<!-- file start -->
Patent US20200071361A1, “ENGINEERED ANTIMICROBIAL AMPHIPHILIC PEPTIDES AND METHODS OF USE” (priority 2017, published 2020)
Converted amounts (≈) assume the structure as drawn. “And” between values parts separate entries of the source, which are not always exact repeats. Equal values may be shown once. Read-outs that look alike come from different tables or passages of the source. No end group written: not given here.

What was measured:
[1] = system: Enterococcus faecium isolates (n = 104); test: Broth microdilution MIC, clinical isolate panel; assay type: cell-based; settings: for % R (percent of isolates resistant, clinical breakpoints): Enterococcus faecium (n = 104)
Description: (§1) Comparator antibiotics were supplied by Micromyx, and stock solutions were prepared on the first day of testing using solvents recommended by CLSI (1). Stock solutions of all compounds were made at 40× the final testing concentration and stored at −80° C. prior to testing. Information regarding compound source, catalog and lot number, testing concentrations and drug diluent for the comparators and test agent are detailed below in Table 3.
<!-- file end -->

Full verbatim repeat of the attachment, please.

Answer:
Patent US20200071361A1, “ENGINEERED ANTIMICROBIAL AMPHIPHILIC PEPTIDES AND METHODS OF USE” (priority 2017, published 2020)
Converted amounts (≈) assume the structure as drawn. “And” between values parts separate entries of the source, which are not always exact repeats. Equal values may be shown once. Read-outs that look alike come from different tables or passages of the source. No end group written: not given here.

What was measured:
[1] = system: Enterococcus faecium isolates (n = 104); test: Broth microdilution MIC, clinical isolate panel; assay type: cell-based; settings: for % R (percent of isolates resistant, clinical breakpoints): Enterococcus faecium (n = 104)
Description: (§1) Comparator antibiotics were supplied by Micromyx, and stock solutions were prepared on the first day of testing using solvents recommended by CLSI (1). Stock solutions of all compounds were made at 40× the final testing concentration and stored at −80° C. prior to testing. Information regarding compound source, catalog and lot number, testing concentrations and drug diluent for the comparators and test agent are detailed below in Table 3.